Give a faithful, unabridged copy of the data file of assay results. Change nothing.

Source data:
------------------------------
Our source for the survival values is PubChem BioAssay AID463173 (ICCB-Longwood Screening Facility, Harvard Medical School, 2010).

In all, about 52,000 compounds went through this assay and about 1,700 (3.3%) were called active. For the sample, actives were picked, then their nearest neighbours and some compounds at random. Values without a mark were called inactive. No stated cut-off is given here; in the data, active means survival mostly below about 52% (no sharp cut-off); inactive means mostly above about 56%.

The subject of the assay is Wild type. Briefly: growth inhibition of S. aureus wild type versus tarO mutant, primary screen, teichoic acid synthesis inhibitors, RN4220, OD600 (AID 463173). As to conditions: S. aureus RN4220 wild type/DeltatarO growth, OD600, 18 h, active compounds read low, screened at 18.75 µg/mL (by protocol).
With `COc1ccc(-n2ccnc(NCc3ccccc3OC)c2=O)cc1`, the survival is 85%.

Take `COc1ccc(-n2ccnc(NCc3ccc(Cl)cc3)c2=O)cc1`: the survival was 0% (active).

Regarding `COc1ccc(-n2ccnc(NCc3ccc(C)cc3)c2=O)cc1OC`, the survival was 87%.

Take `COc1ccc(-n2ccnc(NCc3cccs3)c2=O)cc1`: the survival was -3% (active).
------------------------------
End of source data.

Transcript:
Our source for the survival values is PubChem BioAssay AID463173 (ICCB-Longwood Screening Facility, Harvard Medical School, 2010).

In all, about 52,000 compounds went through this assay and about 1,700 (3.3%) were called active. For the sample, actives were picked, then their nearest neighbours and some compounds at random. Values without a mark were called inactive. No stated cut-off is given here; in the data, active means survival mostly below about 52% (no sharp cut-off); inactive means mostly above about 56%.

The subject of the assay is Wild type. Briefly: growth inhibition of S. aureus wild type versus tarO mutant, primary screen, teichoic acid synthesis inhibitors, RN4220, OD600 (AID 463173). As to conditions: S. aureus RN4220 wild type/DeltatarO growth, OD600, 18 h, active compounds read low, screened at 18.75 µg/mL (by protocol).
With `COc1ccc(-n2ccnc(NCc3ccccc3OC)c2=O)cc1`, the survival is 85%.

Take `COc1ccc(-n2ccnc(NCc3ccc(Cl)cc3)c2=O)cc1`: the survival was 0% (active).

Regarding `COc1ccc(-n2ccnc(NCc3ccc(C)cc3)c2=O)cc1OC`, the survival was 87%.

Take `COc1ccc(-n2ccnc(NCc3cccs3)c2=O)cc1`: the survival was -3% (active).